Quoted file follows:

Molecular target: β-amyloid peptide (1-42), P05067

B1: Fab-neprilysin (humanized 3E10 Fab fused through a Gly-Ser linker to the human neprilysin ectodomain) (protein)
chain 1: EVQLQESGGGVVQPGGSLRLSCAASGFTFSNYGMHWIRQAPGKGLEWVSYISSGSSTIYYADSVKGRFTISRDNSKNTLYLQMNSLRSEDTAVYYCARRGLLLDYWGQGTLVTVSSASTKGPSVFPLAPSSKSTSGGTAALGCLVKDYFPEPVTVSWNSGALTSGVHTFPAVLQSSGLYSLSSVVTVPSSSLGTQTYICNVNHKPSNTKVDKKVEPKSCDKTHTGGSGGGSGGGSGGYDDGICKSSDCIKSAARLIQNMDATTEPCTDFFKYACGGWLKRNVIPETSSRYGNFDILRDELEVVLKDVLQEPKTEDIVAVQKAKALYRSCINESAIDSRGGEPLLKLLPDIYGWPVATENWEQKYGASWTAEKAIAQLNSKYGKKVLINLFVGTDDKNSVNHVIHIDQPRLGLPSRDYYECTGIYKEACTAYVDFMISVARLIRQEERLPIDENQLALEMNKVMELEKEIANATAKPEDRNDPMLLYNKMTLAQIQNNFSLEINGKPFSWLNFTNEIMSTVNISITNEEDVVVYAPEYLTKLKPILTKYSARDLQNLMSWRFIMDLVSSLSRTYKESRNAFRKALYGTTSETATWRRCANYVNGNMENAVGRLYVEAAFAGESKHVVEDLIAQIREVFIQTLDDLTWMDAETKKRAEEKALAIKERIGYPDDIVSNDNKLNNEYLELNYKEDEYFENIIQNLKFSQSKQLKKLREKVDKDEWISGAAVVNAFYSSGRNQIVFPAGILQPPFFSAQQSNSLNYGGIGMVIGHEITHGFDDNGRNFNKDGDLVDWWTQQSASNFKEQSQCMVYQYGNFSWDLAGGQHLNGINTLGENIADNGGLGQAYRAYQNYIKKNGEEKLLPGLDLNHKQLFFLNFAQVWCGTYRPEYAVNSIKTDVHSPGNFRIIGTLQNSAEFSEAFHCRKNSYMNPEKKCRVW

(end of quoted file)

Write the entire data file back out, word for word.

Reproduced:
Molecular target: β-amyloid peptide (1-42), P05067

B1: Fab-neprilysin (humanized 3E10 Fab fused through a Gly-Ser linker to the human neprilysin ectodomain) (protein)
chain 1: EVQLQESGGGVVQPGGSLRLSCAASGFTFSNYGMHWIRQAPGKGLEWVSYISSGSSTIYYADSVKGRFTISRDNSKNTLYLQMNSLRSEDTAVYYCARRGLLLDYWGQGTLVTVSSASTKGPSVFPLAPSSKSTSGGTAALGCLVKDYFPEPVTVSWNSGALTSGVHTFPAVLQSSGLYSLSSVVTVPSSSLGTQTYICNVNHKPSNTKVDKKVEPKSCDKTHTGGSGGGSGGGSGGYDDGICKSSDCIKSAARLIQNMDATTEPCTDFFKYACGGWLKRNVIPETSSRYGNFDILRDELEVVLKDVLQEPKTEDIVAVQKAKALYRSCINESAIDSRGGEPLLKLLPDIYGWPVATENWEQKYGASWTAEKAIAQLNSKYGKKVLINLFVGTDDKNSVNHVIHIDQPRLGLPSRDYYECTGIYKEACTAYVDFMISVARLIRQEERLPIDENQLALEMNKVMELEKEIANATAKPEDRNDPMLLYNKMTLAQIQNNFSLEINGKPFSWLNFTNEIMSTVNISITNEEDVVVYAPEYLTKLKPILTKYSARDLQNLMSWRFIMDLVSSLSRTYKESRNAFRKALYGTTSETATWRRCANYVNGNMENAVGRLYVEAAFAGESKHVVEDLIAQIREVFIQTLDDLTWMDAETKKRAEEKALAIKERIGYPDDIVSNDNKLNNEYLELNYKEDEYFENIIQNLKFSQSKQLKKLREKVDKDEWISGAAVVNAFYSSGRNQIVFPAGILQPPFFSAQQSNSLNYGGIGMVIGHEITHGFDDNGRNFNKDGDLVDWWTQQSASNFKEQSQCMVYQYGNFSWDLAGGQHLNGINTLGENIADNGGLGQAYRAYQNYIKKNGEEKLLPGLDLNHKQLFFLNFAQVWCGTYRPEYAVNSIKTDVHSPGNFRIIGTLQNSAEFSEAFHCRKNSYMNPEKKCRVW